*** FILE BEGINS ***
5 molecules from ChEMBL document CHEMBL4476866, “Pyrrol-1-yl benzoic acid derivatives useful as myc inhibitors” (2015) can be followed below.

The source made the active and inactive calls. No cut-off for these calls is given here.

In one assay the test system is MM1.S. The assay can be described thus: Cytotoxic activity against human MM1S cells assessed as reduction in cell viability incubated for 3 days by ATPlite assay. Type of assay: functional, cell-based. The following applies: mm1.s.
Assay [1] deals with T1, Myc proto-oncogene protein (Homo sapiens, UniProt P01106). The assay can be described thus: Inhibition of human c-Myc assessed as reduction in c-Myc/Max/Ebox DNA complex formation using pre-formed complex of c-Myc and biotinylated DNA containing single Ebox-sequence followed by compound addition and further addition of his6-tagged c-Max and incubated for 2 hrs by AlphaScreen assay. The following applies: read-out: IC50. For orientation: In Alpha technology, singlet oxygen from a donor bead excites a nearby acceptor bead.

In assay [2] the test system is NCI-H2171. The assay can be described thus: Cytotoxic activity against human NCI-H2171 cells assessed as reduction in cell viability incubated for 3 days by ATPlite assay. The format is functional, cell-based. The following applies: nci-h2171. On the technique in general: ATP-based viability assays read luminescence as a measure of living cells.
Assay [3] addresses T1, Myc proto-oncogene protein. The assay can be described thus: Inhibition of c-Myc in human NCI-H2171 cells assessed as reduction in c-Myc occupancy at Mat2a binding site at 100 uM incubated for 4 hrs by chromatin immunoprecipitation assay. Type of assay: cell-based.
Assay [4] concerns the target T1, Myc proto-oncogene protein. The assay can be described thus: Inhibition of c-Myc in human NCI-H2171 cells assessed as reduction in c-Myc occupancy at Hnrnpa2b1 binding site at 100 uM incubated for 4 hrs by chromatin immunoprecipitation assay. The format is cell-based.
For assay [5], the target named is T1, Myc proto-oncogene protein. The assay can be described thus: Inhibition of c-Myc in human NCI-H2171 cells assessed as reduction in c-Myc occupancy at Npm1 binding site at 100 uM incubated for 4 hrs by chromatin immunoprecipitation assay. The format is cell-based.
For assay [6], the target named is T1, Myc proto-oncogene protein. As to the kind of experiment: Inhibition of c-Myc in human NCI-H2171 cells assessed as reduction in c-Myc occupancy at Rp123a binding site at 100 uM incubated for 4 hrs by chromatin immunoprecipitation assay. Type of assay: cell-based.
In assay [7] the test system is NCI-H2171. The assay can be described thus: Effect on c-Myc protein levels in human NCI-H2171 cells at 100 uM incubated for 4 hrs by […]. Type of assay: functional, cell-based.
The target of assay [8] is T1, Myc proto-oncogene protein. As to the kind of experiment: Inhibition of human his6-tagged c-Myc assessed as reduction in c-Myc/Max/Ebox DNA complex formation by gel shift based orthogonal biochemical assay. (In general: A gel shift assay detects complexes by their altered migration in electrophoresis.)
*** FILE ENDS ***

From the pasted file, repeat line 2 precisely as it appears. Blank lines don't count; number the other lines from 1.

The source made the active and inactive calls. No cut-off for these calls is given here.